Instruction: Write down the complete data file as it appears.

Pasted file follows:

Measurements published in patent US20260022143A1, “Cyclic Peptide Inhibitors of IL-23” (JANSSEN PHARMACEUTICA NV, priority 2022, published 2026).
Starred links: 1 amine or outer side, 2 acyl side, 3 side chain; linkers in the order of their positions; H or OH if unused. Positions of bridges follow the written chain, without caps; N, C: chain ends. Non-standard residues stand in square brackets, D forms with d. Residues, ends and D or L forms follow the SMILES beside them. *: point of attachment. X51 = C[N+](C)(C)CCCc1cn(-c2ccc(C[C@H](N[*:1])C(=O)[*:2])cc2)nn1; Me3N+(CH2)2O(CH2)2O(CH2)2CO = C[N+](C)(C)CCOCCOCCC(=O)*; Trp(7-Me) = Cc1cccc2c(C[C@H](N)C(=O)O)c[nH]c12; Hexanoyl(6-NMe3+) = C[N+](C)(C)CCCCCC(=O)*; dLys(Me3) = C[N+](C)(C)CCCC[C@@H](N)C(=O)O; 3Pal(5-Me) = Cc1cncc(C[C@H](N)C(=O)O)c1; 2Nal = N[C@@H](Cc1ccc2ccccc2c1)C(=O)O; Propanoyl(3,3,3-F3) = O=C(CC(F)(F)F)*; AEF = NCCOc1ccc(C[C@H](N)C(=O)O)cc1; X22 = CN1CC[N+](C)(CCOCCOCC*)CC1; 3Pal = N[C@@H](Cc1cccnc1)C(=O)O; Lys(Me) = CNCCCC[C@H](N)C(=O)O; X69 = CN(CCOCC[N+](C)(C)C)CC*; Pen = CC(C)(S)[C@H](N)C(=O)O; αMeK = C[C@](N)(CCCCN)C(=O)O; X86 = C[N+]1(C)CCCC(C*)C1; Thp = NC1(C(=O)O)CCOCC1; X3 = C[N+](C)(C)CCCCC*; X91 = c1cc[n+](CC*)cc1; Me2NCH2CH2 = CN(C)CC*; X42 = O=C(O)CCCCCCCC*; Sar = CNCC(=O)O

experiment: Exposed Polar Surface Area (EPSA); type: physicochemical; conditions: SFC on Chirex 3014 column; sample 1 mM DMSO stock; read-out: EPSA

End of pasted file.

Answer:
Measurements published in patent US20260022143A1, “Cyclic Peptide Inhibitors of IL-23” (JANSSEN PHARMACEUTICA NV, priority 2022, published 2026).
Starred links: 1 amine or outer side, 2 acyl side, 3 side chain; linkers in the order of their positions; H or OH if unused. Positions of bridges follow the written chain, without caps; N, C: chain ends. Non-standard residues stand in square brackets, D forms with d. Residues, ends and D or L forms follow the SMILES beside them. *: point of attachment. X51 = C[N+](C)(C)CCCc1cn(-c2ccc(C[C@H](N[*:1])C(=O)[*:2])cc2)nn1; Me3N+(CH2)2O(CH2)2O(CH2)2CO = C[N+](C)(C)CCOCCOCCC(=O)*; Trp(7-Me) = Cc1cccc2c(C[C@H](N)C(=O)O)c[nH]c12; Hexanoyl(6-NMe3+) = C[N+](C)(C)CCCCCC(=O)*; dLys(Me3) = C[N+](C)(C)CCCC[C@@H](N)C(=O)O; 3Pal(5-Me) = Cc1cncc(C[C@H](N)C(=O)O)c1; 2Nal = N[C@@H](Cc1ccc2ccccc2c1)C(=O)O; Propanoyl(3,3,3-F3) = O=C(CC(F)(F)F)*; AEF = NCCOc1ccc(C[C@H](N)C(=O)O)cc1; X22 = CN1CC[N+](C)(CCOCCOCC*)CC1; 3Pal = N[C@@H](Cc1cccnc1)C(=O)O; Lys(Me) = CNCCCC[C@H](N)C(=O)O; X69 = CN(CCOCC[N+](C)(C)C)CC*; Pen = CC(C)(S)[C@H](N)C(=O)O; αMeK = C[C@](N)(CCCCN)C(=O)O; X86 = C[N+]1(C)CCCC(C*)C1; Thp = NC1(C(=O)O)CCOCC1; X3 = C[N+](C)(C)CCCCC*; X91 = c1cc[n+](CC*)cc1; Me2NCH2CH2 = CN(C)CC*; X42 = O=C(O)CCCCCCCC*; Sar = CNCC(=O)O

experiment: Exposed Polar Surface Area (EPSA); type: physicochemical; conditions: SFC on Chirex 3014 column; sample 1 mM DMSO stock; read-out: EPSA